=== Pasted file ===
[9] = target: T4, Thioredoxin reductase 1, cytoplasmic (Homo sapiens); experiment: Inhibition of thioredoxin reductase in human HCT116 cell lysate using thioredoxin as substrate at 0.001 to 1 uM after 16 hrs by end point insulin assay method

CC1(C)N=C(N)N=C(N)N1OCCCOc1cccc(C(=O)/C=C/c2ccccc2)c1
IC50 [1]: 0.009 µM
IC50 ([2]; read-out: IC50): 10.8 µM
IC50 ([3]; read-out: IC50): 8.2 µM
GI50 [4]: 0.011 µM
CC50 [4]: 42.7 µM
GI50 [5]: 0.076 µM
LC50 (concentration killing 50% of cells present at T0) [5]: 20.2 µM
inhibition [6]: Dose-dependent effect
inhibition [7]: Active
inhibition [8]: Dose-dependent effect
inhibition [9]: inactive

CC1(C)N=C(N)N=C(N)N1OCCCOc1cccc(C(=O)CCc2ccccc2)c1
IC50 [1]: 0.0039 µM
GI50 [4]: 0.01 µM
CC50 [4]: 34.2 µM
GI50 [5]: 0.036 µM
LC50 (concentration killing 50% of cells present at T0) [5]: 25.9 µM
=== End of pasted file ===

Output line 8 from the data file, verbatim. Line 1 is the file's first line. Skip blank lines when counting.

GI50 [5]: 0.076 µM